Aristocrat Englishmen living in India during the Raj were some stubborn men (to say the least). A bunch of sassy lads, these dapper gentlemen wore stunning wristwatches that were to be taken off only with brute force. They were so attached to their watches, that even during polo matches, the costly timepieces would stay on their wrists and - undoubtedly - get shattered.
In comes César De Trey in the early 1930s, a watchmaker visiting India who was challenged to come up with a design for a timepiece that could sustain even the roughest of polo matches. Once back in his native Switzerland, Trey rounded up a group of entrepreneurial minds consisting of Jacques-David LeCoultre, the French firm Jaeger S.A, and a designer named René-Alfred Chauvot, who collectively produced the first Jaeger-Lecoutre Reverso watch, now a timeless (no pun intended) classic.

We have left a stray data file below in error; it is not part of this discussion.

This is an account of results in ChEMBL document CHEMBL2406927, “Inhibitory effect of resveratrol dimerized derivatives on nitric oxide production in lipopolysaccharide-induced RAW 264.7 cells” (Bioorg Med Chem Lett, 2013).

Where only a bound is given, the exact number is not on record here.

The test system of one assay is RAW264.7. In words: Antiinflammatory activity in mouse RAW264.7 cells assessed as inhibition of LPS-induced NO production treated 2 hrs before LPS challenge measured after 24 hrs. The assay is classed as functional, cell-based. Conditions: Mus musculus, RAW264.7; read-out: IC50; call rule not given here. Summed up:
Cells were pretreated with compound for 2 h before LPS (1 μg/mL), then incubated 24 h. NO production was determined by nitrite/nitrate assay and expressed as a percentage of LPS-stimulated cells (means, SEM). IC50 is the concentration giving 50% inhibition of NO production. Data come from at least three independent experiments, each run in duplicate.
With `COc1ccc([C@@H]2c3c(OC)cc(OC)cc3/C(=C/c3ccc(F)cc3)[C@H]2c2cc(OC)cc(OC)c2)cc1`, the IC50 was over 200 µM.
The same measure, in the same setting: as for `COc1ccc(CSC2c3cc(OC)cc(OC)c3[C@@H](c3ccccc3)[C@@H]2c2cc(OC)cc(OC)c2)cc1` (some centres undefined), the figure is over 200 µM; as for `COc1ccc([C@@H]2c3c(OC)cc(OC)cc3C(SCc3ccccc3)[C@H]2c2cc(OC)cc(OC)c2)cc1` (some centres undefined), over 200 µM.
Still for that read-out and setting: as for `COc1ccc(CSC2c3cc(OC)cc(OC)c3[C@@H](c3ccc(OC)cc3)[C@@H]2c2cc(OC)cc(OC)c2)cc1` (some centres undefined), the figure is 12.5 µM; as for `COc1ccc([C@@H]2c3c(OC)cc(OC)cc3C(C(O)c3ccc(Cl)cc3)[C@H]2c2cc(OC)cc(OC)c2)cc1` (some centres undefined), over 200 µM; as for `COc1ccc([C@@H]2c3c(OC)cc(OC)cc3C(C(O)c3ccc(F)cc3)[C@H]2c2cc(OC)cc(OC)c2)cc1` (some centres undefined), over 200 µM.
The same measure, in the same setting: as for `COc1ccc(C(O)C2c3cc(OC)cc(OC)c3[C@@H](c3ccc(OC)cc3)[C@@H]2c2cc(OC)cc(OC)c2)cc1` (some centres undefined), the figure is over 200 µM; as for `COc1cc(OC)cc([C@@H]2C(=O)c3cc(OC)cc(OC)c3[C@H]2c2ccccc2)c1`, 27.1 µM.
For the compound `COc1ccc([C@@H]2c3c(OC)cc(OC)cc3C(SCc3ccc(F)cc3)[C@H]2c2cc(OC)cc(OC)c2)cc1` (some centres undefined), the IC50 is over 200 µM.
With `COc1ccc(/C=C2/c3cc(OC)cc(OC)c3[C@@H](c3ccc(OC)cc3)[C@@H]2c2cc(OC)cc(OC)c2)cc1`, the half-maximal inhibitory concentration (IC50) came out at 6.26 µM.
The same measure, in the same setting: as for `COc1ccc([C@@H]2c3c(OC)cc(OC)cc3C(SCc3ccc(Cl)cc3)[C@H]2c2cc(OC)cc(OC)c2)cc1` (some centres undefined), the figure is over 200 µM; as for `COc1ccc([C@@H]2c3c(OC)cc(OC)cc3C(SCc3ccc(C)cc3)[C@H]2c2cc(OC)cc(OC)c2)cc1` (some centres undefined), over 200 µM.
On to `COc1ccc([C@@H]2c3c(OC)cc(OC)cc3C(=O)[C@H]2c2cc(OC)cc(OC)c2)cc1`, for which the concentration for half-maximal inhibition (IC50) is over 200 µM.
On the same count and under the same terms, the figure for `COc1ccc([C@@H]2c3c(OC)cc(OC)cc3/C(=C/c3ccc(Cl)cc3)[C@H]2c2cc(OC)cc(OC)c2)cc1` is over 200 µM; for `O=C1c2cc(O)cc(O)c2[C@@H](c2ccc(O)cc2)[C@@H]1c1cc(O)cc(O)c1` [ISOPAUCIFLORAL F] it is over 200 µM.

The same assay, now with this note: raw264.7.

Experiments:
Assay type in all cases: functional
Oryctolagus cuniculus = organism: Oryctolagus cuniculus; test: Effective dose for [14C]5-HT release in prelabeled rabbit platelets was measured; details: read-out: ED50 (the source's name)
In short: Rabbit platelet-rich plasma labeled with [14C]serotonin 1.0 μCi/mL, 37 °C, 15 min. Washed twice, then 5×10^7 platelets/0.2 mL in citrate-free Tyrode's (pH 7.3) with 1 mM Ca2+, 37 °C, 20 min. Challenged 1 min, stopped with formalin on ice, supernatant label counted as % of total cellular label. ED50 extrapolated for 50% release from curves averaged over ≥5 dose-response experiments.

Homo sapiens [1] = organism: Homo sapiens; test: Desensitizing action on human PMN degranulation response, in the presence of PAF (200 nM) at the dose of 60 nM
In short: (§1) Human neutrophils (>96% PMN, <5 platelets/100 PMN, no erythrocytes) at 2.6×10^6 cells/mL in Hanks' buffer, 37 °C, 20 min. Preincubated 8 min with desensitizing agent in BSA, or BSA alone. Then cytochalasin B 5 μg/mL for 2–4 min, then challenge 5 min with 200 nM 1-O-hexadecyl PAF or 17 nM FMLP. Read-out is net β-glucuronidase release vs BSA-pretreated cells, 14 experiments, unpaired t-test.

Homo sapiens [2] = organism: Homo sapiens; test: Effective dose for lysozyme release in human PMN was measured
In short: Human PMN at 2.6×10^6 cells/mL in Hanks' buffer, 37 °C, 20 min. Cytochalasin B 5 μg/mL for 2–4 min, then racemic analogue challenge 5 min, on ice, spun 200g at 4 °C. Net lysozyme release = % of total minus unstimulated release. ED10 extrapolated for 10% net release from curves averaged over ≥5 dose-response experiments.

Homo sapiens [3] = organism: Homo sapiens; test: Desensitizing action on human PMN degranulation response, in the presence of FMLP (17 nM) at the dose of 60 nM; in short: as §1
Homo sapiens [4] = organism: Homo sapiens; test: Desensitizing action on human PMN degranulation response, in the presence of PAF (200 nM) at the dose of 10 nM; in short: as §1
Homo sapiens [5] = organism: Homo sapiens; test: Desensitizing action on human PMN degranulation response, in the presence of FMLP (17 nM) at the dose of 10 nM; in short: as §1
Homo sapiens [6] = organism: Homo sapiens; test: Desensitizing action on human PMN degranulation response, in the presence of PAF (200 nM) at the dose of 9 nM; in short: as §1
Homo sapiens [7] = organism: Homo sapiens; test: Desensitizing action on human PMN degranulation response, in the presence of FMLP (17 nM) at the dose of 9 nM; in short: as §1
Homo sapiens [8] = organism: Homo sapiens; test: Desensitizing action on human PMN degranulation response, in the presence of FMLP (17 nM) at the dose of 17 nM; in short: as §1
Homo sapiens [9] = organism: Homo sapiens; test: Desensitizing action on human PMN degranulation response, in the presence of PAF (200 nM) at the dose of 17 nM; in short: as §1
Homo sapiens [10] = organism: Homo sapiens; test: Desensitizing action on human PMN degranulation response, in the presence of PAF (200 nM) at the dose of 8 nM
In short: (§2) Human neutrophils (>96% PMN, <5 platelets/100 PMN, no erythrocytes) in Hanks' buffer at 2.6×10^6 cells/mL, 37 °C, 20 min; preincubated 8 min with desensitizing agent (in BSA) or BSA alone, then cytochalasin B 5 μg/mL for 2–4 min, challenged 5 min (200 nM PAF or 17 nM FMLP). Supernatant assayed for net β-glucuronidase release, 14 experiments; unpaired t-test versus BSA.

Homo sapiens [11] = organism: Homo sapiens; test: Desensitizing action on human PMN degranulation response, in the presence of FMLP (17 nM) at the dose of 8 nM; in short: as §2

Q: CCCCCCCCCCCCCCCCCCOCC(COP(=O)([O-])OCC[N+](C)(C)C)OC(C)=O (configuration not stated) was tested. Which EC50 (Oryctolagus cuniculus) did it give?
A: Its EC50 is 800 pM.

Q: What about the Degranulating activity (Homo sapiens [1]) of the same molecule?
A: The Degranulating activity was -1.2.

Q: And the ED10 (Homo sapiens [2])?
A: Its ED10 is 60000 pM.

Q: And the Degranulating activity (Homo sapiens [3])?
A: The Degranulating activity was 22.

The watch has a simple design element that allows the face of the watch to be reversed and ultimately protect the glass side of the timepiece. The backside was originally used to include a strong metal facade with unique designs, which eventually went onto outliving its original purpose and how has many design functions, including a "window" into the mechanics of the perfect Swiss watch.
All in all, although the British Raj only lasted until 1947, the Reverso has endured decades of generational whims and extreme aesthetic preferences, perfect for every occasion.